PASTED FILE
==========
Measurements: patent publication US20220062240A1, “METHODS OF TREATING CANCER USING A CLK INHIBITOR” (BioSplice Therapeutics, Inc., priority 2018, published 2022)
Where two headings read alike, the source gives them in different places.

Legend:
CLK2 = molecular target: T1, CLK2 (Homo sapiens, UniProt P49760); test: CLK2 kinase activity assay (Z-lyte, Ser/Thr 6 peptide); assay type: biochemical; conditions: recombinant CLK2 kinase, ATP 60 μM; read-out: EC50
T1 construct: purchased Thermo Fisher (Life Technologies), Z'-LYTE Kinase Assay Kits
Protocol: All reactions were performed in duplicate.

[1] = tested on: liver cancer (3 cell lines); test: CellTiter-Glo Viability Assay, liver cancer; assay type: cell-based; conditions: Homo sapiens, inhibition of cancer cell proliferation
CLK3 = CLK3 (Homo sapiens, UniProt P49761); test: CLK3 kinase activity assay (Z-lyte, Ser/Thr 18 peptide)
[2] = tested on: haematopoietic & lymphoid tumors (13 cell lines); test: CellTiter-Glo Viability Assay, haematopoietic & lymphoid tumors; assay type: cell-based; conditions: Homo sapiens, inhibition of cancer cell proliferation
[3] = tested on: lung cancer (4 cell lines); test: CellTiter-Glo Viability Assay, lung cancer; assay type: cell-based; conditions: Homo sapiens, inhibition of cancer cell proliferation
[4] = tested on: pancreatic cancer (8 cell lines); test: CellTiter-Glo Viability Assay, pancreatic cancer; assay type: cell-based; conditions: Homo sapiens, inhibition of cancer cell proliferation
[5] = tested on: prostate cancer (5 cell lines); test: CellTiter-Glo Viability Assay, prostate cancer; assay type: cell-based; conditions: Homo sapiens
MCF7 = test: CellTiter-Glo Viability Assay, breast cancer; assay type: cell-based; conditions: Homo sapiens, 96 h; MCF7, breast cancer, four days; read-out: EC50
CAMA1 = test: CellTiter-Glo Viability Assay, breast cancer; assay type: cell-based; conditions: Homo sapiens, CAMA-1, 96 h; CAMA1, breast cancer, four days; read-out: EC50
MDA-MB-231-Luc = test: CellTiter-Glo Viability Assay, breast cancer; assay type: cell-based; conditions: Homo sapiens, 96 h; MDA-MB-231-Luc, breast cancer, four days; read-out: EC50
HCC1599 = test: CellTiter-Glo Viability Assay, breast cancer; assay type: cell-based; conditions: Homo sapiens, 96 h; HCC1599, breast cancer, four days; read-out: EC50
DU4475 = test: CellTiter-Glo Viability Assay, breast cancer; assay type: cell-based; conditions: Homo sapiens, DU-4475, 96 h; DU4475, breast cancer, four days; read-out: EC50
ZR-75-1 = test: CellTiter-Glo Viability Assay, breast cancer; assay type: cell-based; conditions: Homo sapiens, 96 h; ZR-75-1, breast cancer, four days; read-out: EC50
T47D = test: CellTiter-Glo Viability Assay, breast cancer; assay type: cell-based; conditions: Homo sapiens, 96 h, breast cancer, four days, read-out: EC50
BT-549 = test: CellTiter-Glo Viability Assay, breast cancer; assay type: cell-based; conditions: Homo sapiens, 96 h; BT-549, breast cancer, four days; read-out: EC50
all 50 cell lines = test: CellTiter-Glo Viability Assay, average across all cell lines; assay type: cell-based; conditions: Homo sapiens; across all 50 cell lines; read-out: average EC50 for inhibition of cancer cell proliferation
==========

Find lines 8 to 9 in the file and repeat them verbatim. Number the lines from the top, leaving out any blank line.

CLK3 = CLK3 (Homo sapiens, UniProt P49761); test: CLK3 kinase activity assay (Z-lyte, Ser/Thr 18 peptide)
[2] = tested on: haematopoietic & lymphoid tumors (13 cell lines); test: CellTiter-Glo Viability Assay, haematopoietic & lymphoid tumors; assay type: cell-based; conditions: Homo sapiens, inhibition of cancer cell proliferation